Shirley Horn Biography
1 May 1934, Washington, DC, USA, d. 20 October 2005, Cheverly, Maryland, USA. After studying piano formally, Horn continued her musical education at Howard University. She began leading her own group in the mid-50s, and in the early 60s recorded several sessions for Mercury Records, often in company with front-rank bop musicians. For some years Horn spent much of her time in Europe where her cabaret-orientated performances went down especially well. Nevertheless, this absence from the USA tended to conceal her talent, something her return to the recording studios in the 80s, after taking an extended hiatus to raise her family, began to correct. This return, aided by the urging of journalist-record producer Joel Siegel, led to numerous albums, all worthy of careful attention not only from audiences but also from other singers, contemporaries and newcomers, many of whom have expressed their respect and admiration.
Although Horns piano playing was of the highest order most attention focused upon her attractive singing. Interpreting the best of the Great American Song Book in a breathy personal manner, Horn continued to perform and struck up a rewarding association with Verve Records. Her mid-90s album The Main Ingredient was an interesting concept, creating a relaxed jam session atmosphere by having the musicians drop by her home. The album was largely recorded over five days, with Horn preparing the food for her house guests.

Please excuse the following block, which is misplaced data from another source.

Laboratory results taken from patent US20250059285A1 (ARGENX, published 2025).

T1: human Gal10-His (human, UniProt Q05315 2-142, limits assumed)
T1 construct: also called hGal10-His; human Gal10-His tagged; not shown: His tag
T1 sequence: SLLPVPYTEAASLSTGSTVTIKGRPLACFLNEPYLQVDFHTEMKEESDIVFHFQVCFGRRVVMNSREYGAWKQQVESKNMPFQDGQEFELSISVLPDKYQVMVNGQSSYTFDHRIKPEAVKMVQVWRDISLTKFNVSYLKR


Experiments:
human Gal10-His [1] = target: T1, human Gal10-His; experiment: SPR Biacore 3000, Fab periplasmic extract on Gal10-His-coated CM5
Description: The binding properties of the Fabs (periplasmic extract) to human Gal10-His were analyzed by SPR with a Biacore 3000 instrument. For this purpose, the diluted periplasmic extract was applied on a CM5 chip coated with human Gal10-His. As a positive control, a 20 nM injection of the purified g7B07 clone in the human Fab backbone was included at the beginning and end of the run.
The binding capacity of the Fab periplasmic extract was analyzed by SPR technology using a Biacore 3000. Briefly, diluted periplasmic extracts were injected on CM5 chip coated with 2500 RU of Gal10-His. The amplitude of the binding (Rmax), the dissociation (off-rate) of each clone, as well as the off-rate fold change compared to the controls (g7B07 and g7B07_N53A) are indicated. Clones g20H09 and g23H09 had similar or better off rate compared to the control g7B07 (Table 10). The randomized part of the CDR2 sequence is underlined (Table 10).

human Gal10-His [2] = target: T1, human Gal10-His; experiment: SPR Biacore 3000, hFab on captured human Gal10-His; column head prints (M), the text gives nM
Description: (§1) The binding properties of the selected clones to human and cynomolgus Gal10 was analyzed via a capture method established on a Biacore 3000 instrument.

In the early 00s, failing health took its toll, she suffered from diabetes, and a foot was amputated. She worked on, abandoning piano playing and just singing while seated. Towards the end she was able to play a little, a prosthetic allowing her more to use the sustaining pedal of the piano. In her late years, Horns delivery, which had always been stately, became even more deliberate with tempos sometimes slowed down almost to stalling point. However, they never did, her artistry was too astute to allow that to happen and her recordings and concert performances were always worthy of the very highest praise.
Source: The Encyclopedia of Popular Music by Colin Larkin. Licensed from Muze.